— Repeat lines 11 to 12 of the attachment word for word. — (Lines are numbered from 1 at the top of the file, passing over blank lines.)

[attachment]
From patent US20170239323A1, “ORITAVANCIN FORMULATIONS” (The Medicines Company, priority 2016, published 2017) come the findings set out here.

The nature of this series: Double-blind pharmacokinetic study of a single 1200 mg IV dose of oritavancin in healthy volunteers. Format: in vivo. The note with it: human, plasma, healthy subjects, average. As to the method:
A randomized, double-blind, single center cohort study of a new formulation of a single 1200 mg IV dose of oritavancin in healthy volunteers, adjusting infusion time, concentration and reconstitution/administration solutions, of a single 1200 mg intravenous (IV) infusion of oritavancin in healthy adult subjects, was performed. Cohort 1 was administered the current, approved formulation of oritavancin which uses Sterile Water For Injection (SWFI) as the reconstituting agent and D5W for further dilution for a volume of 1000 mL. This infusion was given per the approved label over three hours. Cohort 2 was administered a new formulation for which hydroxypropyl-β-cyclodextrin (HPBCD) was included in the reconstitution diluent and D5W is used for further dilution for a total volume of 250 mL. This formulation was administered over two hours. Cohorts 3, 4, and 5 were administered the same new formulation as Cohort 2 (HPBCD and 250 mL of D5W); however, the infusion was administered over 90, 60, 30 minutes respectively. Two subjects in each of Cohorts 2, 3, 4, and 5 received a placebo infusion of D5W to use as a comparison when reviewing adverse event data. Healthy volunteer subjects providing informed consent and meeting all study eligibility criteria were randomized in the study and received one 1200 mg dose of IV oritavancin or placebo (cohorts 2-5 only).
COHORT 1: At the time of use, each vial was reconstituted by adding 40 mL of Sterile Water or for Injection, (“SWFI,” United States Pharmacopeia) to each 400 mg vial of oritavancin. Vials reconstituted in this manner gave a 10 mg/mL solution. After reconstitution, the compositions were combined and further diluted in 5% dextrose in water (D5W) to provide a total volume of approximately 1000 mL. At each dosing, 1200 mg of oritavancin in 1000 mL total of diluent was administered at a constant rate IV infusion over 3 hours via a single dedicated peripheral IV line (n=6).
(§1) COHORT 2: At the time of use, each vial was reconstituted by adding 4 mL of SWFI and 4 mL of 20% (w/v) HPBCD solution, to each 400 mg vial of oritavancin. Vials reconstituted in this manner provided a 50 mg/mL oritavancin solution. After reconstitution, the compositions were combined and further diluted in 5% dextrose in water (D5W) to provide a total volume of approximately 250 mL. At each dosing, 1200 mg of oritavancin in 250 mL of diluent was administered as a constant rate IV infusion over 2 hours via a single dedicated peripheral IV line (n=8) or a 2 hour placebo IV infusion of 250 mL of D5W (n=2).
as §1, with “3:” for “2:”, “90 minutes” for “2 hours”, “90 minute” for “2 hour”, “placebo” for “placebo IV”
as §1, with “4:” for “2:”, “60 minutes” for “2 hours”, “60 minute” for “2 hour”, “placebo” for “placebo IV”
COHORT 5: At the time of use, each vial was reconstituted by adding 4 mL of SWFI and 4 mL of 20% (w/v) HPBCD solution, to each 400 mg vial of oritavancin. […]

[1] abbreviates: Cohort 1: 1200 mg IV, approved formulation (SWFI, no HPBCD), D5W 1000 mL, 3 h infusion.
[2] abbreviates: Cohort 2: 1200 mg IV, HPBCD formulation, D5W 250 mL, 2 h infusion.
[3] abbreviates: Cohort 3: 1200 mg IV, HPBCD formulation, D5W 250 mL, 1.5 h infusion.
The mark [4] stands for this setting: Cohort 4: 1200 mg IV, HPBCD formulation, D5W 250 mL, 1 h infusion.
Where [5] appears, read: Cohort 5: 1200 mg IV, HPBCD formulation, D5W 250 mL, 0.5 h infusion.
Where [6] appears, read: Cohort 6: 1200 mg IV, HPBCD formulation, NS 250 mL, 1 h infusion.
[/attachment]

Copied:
[3] abbreviates: Cohort 3: 1200 mg IV, HPBCD formulation, D5W 250 mL, 1.5 h infusion.
The mark [4] stands for this setting: Cohort 4: 1200 mg IV, HPBCD formulation, D5W 250 mL, 1 h infusion.